Mental Health 

Mental health issues have become increasingly prevalent in adolescents throughout the last couple of decades. It is reported by the National Alliance on Mental Health that about 1 in 6 U.S. children (aged 6-17) experiences a mental health disorder each year. Not to mention that half of mental health disorders begin before the age of 14. So with such a high rate of mental health disorders and illness, why is that many are so disconcerted by mental health and it’s importance? 

What is it? 

So what even is mental health, and why does it matter? The term “mental health” applies to our emotional and psychological well being, as well as our social well-being. As the term suggests, mental health affects our thoughts, acts, and feelings, but don’t be fooled, mental health not only has a heavy impact on our thoughts but also on our choices and how we react to things and people around us. Mental health is not the same as mental illness, but it does still have an impact on every other aspect of your health.  This is why good mental health is so important, it helps build a healthy self-esteem, stay confident, manage stress, have good familial relationships, etc.. Good mental health does not mean you have to be happy all the time but instead relates to how you cope with and deal with the issues and problems going on in your life. 

How does mental illness affect other aspects of health?

Poor mental health affects your physical health just as much as it affects your mental and emotional well-being. Poor mental health can lead to a higher risk of metabolic disease, cardiovascular disease, and substance use disorder. People with schizophrenia have 2x the risk of dying from heart disease and 3x the rate of dying from a respiratory disease. Good ways to combat this are exercise, a healthy diet, and avoiding smoking.

Can we prevent it?

Sadly, even with good mental health, mental health disorders can’t be prevented. Mental illness can affect anyone. It can be genetic, deal with your brain chemistry, or even date as far back as your time in the womb. Though they can’t be prevented, they can still be dealt with and battled. Being aware of the warning signs of mental illness is a big part of it already. If you suspect you are suffering from a mental health disorder, seek help or talk openly with someone you trust. Even with mental illness, you can still fight back. Above all remember to take care of yourself and remember you are never alone, and you will get through it!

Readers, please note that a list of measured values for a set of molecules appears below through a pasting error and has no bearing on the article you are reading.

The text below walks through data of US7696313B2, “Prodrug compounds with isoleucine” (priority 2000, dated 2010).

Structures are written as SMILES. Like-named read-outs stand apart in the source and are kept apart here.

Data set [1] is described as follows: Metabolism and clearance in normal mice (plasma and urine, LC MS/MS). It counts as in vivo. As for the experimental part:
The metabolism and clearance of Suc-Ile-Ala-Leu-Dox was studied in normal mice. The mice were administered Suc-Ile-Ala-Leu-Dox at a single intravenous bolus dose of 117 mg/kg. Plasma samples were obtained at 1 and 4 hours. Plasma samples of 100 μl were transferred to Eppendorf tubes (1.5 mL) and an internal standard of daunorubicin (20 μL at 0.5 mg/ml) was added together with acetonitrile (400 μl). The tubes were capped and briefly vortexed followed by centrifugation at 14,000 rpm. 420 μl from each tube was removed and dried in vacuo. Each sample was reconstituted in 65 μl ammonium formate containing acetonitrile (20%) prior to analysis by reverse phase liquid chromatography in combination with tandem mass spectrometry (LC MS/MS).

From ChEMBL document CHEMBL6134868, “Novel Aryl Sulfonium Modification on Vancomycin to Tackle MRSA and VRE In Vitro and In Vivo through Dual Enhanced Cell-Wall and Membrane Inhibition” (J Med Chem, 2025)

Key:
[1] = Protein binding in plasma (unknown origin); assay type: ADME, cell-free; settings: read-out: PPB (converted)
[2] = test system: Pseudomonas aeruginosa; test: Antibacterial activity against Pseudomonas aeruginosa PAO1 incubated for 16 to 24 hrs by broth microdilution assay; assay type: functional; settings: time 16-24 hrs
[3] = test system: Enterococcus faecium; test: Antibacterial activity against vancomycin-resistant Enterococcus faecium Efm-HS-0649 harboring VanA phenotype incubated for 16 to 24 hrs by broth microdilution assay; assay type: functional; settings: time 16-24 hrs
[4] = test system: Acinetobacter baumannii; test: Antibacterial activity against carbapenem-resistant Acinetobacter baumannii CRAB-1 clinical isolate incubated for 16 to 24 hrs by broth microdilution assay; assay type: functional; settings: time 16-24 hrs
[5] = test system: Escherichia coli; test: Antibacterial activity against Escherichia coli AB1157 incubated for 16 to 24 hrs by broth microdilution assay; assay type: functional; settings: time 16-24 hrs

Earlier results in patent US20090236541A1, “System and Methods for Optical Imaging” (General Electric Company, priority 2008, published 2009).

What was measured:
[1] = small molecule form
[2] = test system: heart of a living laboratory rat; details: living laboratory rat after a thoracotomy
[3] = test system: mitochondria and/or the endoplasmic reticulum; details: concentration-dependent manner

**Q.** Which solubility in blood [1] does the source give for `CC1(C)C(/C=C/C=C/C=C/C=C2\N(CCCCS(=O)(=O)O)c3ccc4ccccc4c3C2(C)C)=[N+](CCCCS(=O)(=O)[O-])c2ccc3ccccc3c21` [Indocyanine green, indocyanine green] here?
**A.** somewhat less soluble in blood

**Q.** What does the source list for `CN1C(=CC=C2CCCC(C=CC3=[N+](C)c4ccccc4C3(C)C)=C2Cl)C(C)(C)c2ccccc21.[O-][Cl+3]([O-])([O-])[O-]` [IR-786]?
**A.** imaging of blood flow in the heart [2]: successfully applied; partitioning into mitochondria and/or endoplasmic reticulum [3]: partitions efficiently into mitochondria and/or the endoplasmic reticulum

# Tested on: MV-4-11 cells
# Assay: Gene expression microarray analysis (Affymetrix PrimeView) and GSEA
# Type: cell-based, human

Who and how many does it affect?

Mental health issues can affect anyone. Mental illness knows no prejudice children, and adults of all ages are affected every year. In 2018, about  7.7 million youth experienced a mental health disorder and 47.6 million adults experienced a mental illness. According to the National Alliance on Mental Illness, the most common ones were a Major Depressive Episode, Schizophrenia, Bipolar Disorder, Anxiety Disorder, PTSD, OCD, and Borderline personality disorder. Mental Illness affects millions and millions of people and those around them.  This is why it is so important to seek help.

Suicide and treatment rates:

Suicide is the second leading cause of death for people aged 10-34 in the United States. The national suicide rate has increased by about 31% since the year 2001, and 90% of suicide victims showed signs of mental issues. This gruesome number is probably the most important reason for seeking treatment. Only about 50% of U.S adolescents aged 6-17 received treatment for their mental health disorders. So I suggest seeking treatment, but remember you can’t be forced, or force anyone else into treatment. Just never stop supporting those who need your help.

Spreading awareness

So as you can see, mental health is a fundamental part of our being. Whether it is good or bad, it still affects us greatly. So remember to spread awareness on the importance of mental health, who knows how many lives you’ll save.

Works Cited

Brown, David, and Nick Triggle. “Mental Health: 10 Charts on the Scale of the Problem.” BBC News, BBC, 4 Dec. 2018, www.bbc.com/news/health-41125009.

Canadian Mental Health Association. “What’s the Difference between Mental Health and Mental Illness?” What’s the Difference between Mental Health and Mental Illness? | Here to Help, www.heretohelp.bc.ca/q-and-a/whats-the-difference-between-mental-health-and-mental-illness.

“Data and Statistics on Children’s Mental Health.” Centers for Disease Control and Prevention, Centers for Disease Control and Prevention, 19 Apr. 2019, www.cdc.gov/childrensmentalhealth/data.html.

Department of Health & Human Services. “Relationships, Family and Mental Health.” Better Health Channel, Department of Health & Human Services, 18 Sept. 2015, www.betterhealth.vic.gov.au/health/ServicesAndSupport/relationships-family-and-mental-health.

“Mental Health Myths and Facts.” Mental Health Myths and Facts | MentalHealth.gov, www.mentalhealth.gov/basics/mental-health-myths-facts.

“Mental Health in America – Youth Data: Mental Health America.” Mental Health in America – Youth Data | Mental Health America, www.mhanational.org/issues/mental-health-america-youth-data.

“Mental Illness.” Mayo Clinic, Mayo Foundation for Medical Education and Research, 8 June 2019, www.mayoclinic.org/diseases-conditions/mental-illness/symptoms-causes/syc-20374968.

“NAMI.” NAMI, www.nami.org/learn-more/mental-health-by-the-numbers.

“What Is Good Mental Health?” CMHA Toronto, toronto.cmha.ca/mental-health/what-is-good-mental-health.